Originally, the websites of every company, from small personal pages to multi-page portals, were static websites written in HTML. With the development of database driven Content Management Systems (CMS), many websites, especially content rich ones, began contacting local companies to switch to the new system. Today, most businesses are using CMS to create their company websites, mainly because of the ease through which they can be maintained.
Static websites are primarily coded in HTML, and are stored on a web server in the same format that is sent to the client browser. When you click a link, the website displays the same information to all users. It is mainly used for small five-page websites or brochures, which plan to remain unchanged for long periods of time.
Content Management System based websites, on the other hand, have dynamic web pages that are generated in real-time. They are formed by piecing together certain chunks of code, procedures or routines, from a database. This platform is usually used for websites needing constant content updates, like news portals, retail stores and finance related websites.
Why Do Businesses Prefer CMS over Static Pages?
- No More Tricky Coding: CMS based websites are easy to update, as you won’t need a web design professional to manually code the page, to change any of the content inside. You also won’t need any pricey software, like Adobe Dreamweaver or Microsoft FrontPage.
- Less Work: For static websites, a single change to the design, content or menu bar would require the same change to be made repeatedly, over every page of the website. This would consume a great amount of time, effort and money. With CMS, you only have to make the change once. This change is reflected on all pages that would have needed to be worked upon.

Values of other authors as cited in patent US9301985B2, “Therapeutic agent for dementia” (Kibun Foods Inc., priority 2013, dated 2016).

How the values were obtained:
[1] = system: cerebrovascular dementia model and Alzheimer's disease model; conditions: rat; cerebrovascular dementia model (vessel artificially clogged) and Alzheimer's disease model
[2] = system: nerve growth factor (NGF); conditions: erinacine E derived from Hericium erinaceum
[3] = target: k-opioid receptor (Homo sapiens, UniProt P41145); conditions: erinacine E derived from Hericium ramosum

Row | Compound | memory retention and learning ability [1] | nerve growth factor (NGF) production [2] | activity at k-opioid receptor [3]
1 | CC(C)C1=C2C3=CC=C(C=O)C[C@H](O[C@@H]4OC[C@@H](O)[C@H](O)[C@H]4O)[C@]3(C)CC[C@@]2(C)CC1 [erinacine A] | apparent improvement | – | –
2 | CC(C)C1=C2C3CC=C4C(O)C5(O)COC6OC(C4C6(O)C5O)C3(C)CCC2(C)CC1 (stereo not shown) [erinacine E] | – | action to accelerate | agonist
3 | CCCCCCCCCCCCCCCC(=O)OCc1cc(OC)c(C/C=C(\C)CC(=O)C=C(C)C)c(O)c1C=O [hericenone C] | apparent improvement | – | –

- Lower Costs: CMS based websites may initially cost more to design than static HTML ones, but they pay off in the long run. Since all modifications can be easily made by non-technical users like yourself, you’ll save thousands of dollars you’d have otherwise spent on hiring a web design professional to make those repetitive page-wise changes for you.
- Fewer Errors: With static websites, as you add more pages, you’ll find it harder to keep track of page changes, sections, links and navigation. Missing links and other slip-ups may occur, which could put off potential customers. With CMS, your design and content is separate. When items on a menu bar are changed once, it automatically shows up on all pages.
If you plan to expand your business, and expect to add additional content-rich pages over a period of time, then having a CMS based website can be a huge advantage. As you can see, CMS can make the process of looking after your website very easy. Businesses that want to prosper should consider revamping their website with CMS, to give the latest information about their company to website visitors, and increase their brand value.